deserved some credit for the SLORC's decision.
"We should not overstate our position and pretend that=20
we did it single-handed, but we should not be ashamed=20
to say that Australia, and Senator Evans in particular,=20
made our small contribution to this step forward in our=20
region," Senator McMullan said.
Ms Suu Kyi's surprise release sparked an international=20
chorus greeting the 1991 Nobel laureate's freedom.
But the comments from the United States President, Mr=20
Clinton, welcoming Ms Suu Kyi's release also offered=20
the hope of greater rewards for the junta.
Washington continues to hold the veto power over=20
Rangoon's access to fresh World Bank and other=20
international development funding.
President Clinton "expressed gratification that the=20
efforts of the international community had finally=20
secured her release."
SCEPTICAL EXILES ADOPT WAIT AND SEE STANCE
Wed July 12
By Susan Horsburgh
AUSTRALIA'S Burmese community welcomed the release of=20
dissident leader Ms Aung San Suu Kyi, but jubilance was=20
tempered with cynicism yesterday as many feared the=20
move was a hollow public relations exercise.
The secretary of the Overseas Burma Liberation Front=20
and Australian representative for the Democratic=20
Alliance of Burma, Mr Philip Smyth, said the military=20
government's seemingly soft stance should be greeted=20
"They have released her but there's 40 others sitting=20
in prison... Is she going to be released and arrested=20
tomorrow?" he asked. "No one trusts the SLORC (State=20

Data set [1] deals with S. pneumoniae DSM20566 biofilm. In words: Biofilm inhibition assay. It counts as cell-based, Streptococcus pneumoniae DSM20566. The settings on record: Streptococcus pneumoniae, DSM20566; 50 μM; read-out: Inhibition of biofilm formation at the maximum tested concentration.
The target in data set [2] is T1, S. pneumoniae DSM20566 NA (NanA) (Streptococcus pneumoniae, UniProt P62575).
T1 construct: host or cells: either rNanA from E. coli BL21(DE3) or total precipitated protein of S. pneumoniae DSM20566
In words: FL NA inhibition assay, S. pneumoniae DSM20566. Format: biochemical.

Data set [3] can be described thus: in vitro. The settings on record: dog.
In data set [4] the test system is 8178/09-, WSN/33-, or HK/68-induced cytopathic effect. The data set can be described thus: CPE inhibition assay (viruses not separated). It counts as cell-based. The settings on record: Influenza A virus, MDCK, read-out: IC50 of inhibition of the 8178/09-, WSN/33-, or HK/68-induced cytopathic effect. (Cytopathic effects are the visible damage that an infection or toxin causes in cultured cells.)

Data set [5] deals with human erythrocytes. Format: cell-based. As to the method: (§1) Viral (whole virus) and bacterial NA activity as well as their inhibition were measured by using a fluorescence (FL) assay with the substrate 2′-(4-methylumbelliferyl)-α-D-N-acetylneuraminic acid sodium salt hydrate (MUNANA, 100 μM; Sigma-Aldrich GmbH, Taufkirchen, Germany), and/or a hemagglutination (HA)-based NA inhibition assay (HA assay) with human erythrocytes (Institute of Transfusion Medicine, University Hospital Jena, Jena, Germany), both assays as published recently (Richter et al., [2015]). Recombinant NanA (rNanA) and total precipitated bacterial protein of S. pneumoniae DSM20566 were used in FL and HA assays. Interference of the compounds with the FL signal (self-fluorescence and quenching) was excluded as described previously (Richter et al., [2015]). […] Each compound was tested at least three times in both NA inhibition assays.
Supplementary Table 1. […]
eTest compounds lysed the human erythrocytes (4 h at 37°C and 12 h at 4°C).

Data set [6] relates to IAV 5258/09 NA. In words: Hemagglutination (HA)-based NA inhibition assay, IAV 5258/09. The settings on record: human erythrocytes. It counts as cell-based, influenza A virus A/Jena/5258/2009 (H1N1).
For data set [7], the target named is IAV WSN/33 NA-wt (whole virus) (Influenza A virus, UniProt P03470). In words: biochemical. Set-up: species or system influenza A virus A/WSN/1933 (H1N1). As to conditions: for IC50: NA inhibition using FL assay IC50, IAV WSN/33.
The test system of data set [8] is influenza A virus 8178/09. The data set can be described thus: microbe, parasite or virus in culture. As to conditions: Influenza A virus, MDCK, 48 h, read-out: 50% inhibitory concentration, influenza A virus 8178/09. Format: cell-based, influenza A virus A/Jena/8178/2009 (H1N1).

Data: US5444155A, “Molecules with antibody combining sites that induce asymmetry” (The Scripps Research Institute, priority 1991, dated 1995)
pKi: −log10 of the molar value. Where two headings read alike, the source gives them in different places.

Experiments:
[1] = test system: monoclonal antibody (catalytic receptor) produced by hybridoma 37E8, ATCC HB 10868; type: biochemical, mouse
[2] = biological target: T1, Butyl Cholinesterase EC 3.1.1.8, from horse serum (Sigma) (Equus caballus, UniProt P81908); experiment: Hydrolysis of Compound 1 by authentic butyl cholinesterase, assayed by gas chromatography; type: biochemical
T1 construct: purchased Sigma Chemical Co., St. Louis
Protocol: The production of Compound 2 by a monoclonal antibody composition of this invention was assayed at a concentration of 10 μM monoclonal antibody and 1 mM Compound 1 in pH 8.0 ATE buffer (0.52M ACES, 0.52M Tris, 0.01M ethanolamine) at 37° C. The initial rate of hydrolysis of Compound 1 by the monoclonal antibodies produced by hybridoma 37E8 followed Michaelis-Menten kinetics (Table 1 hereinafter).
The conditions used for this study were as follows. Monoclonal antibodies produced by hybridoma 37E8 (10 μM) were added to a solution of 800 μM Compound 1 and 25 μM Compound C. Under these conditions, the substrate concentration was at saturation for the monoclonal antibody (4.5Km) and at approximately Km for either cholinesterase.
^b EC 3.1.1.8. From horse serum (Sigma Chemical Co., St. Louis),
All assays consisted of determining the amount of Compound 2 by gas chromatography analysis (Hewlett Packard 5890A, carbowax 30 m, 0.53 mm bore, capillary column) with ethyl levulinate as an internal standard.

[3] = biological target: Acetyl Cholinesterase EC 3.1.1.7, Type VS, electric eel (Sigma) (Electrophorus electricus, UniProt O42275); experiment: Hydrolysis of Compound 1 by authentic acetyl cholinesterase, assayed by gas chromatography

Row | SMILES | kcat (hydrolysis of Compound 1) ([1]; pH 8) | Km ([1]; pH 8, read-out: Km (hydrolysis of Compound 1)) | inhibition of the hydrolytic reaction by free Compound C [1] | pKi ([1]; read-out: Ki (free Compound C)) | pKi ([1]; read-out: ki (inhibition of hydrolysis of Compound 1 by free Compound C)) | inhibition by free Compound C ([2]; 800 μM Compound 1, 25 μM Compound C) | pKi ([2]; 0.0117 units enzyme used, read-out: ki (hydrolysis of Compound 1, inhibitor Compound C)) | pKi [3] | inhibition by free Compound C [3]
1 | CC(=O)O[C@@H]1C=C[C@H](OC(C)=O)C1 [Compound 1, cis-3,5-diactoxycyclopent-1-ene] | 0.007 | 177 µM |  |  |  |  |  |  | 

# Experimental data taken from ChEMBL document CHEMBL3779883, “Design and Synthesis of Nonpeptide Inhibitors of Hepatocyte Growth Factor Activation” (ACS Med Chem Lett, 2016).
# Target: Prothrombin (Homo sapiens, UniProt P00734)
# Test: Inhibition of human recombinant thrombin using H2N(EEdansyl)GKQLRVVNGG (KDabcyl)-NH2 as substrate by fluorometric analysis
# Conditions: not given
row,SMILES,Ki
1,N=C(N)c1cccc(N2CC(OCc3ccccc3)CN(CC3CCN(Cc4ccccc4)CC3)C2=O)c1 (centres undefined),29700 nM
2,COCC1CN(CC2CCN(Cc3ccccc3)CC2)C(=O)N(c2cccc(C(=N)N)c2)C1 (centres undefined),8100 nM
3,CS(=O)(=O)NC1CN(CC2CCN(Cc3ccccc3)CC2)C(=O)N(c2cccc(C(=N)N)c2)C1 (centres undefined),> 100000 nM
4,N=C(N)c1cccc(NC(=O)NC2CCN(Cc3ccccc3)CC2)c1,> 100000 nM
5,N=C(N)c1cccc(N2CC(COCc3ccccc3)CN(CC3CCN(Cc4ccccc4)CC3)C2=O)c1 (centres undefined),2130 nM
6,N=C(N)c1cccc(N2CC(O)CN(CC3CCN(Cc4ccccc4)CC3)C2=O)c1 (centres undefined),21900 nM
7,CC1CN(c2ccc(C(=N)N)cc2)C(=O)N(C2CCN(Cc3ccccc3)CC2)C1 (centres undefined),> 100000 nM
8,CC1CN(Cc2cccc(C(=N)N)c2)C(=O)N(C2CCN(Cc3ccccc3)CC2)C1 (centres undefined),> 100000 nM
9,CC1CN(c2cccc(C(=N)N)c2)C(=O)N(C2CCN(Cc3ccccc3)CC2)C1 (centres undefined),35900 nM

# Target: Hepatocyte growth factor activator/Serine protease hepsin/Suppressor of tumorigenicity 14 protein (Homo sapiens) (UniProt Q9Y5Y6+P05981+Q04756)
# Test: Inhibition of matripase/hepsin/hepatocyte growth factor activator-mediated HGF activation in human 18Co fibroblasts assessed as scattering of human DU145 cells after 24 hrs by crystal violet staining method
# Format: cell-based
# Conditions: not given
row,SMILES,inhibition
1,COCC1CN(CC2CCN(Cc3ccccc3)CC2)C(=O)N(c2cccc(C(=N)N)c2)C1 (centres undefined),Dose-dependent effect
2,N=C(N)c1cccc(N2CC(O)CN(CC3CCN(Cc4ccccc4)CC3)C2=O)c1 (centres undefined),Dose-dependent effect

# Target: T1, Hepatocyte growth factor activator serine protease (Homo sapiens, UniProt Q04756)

Law and Order Restoration Council) regime. SLORC does=20
not do things out of the goodness of their heart. They=20
have got a plan somewhere."
Since her arrest on July 20, 1989, the international=20
community has pushed for Ms Suu Kyi's release. Now, the=20
Burmese junta has responded, allowing her to go=20
anywhere like an ordinary citizen and meet anyone as=20
long as she does not break any laws.
But Mr Smyth said the military rulers--under pressure=20
from China and the United States--were aiming more for=20
a good international image rather than any constructive=20
reforms towards democracy.
Mr Smyth, one of 9398 Burmese living in Australia,=20
described Ms Suu Kyi as an "icon of democracy" whose=20
presence has kept the promise of democracy alive in=20
Burma, but he doubted whether her release would=20
necessarily spark a resurgence in the pro-democracy=20
"The military is on every street corner. You still have=20
all the military intelligence checking everyone out so=20
anything that is done...will be nipped in the bud very=20
quickly--unless there could be a spontaneous uprising.=20
But I think SLORC has most probably taken all sorts of=20
measures on that," he said.
Amnesty International said hundreds of political=20
prisoners remained in jail and human rights violations=20
A climate of fear has prevailed since the military's=20
crackdown on the pro-democracy movement since 1989.
Tens of thousands of civilians are believed to be=20
forced to work on big construction projects and in=20
areas where ethnic minority opposition groups are=20
active, forced porterage, torture and killings continue=20
unabated, Amnesty said.